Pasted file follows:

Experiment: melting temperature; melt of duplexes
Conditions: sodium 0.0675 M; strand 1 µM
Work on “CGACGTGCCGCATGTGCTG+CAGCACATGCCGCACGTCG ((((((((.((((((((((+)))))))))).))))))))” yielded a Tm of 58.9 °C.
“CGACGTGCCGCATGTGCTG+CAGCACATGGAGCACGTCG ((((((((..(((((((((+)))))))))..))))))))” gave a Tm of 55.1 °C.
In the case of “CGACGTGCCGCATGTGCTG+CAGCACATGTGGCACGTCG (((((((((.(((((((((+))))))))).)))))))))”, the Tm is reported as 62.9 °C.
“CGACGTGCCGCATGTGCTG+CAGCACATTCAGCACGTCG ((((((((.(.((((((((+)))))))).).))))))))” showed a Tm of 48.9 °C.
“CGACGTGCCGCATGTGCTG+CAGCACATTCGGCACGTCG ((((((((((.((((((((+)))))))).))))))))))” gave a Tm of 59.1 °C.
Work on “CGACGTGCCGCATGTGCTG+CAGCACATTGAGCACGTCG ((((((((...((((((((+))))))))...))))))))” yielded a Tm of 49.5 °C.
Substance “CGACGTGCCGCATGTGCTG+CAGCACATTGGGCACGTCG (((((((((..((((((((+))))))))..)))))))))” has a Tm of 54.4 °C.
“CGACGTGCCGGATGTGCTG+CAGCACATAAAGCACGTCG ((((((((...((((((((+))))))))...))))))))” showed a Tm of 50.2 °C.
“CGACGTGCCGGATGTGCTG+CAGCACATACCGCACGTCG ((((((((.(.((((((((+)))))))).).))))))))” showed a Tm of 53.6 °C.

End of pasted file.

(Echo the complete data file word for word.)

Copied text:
Experiment: melting temperature; melt of duplexes
Conditions: sodium 0.0675 M; strand 1 µM
Work on “CGACGTGCCGCATGTGCTG+CAGCACATGCCGCACGTCG ((((((((.((((((((((+)))))))))).))))))))” yielded a Tm of 58.9 °C.
“CGACGTGCCGCATGTGCTG+CAGCACATGGAGCACGTCG ((((((((..(((((((((+)))))))))..))))))))” gave a Tm of 55.1 °C.
In the case of “CGACGTGCCGCATGTGCTG+CAGCACATGTGGCACGTCG (((((((((.(((((((((+))))))))).)))))))))”, the Tm is reported as 62.9 °C.
“CGACGTGCCGCATGTGCTG+CAGCACATTCAGCACGTCG ((((((((.(.((((((((+)))))))).).))))))))” showed a Tm of 48.9 °C.
“CGACGTGCCGCATGTGCTG+CAGCACATTCGGCACGTCG ((((((((((.((((((((+)))))))).))))))))))” gave a Tm of 59.1 °C.
Work on “CGACGTGCCGCATGTGCTG+CAGCACATTGAGCACGTCG ((((((((...((((((((+))))))))...))))))))” yielded a Tm of 49.5 °C.
Substance “CGACGTGCCGCATGTGCTG+CAGCACATTGGGCACGTCG (((((((((..((((((((+))))))))..)))))))))” has a Tm of 54.4 °C.
“CGACGTGCCGGATGTGCTG+CAGCACATAAAGCACGTCG ((((((((...((((((((+))))))))...))))))))” showed a Tm of 50.2 °C.
“CGACGTGCCGGATGTGCTG+CAGCACATACCGCACGTCG ((((((((.(.((((((((+)))))))).).))))))))” showed a Tm of 53.6 °C.